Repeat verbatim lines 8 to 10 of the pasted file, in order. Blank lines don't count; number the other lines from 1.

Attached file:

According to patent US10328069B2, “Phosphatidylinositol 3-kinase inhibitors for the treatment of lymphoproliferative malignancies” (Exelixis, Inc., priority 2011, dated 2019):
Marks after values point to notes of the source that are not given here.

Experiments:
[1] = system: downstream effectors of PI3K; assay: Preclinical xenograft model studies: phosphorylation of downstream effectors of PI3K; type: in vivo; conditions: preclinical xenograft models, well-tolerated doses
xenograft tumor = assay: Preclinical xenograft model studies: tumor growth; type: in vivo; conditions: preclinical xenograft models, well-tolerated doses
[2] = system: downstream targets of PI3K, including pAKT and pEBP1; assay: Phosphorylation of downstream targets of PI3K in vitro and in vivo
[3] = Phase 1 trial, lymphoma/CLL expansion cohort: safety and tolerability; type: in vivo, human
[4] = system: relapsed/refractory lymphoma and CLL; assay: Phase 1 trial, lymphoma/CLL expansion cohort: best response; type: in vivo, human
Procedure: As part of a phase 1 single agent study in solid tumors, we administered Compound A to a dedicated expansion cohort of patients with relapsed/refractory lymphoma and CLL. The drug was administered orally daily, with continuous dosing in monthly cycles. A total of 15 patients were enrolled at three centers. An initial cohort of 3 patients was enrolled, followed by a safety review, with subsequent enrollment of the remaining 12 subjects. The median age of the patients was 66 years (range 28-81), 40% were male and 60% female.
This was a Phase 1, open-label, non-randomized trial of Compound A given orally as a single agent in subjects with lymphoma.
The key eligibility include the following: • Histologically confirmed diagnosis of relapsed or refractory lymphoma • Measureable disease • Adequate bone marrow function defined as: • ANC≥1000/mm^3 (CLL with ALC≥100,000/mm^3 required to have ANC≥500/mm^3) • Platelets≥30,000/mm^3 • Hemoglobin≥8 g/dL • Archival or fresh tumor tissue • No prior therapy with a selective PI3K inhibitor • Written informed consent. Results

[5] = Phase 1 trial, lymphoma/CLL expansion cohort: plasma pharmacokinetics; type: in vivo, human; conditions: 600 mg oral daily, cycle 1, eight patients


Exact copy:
[4] = system: relapsed/refractory lymphoma and CLL; assay: Phase 1 trial, lymphoma/CLL expansion cohort: best response; type: in vivo, human
Procedure: As part of a phase 1 single agent study in solid tumors, we administered Compound A to a dedicated expansion cohort of patients with relapsed/refractory lymphoma and CLL. The drug was administered orally daily, with continuous dosing in monthly cycles. A total of 15 patients were enrolled at three centers. An initial cohort of 3 patients was enrolled, followed by a safety review, with subsequent enrollment of the remaining 12 subjects. The median age of the patients was 66 years (range 28-81), 40% were male and 60% female.
This was a Phase 1, open-label, non-randomized trial of Compound A given orally as a single agent in subjects with lymphoma.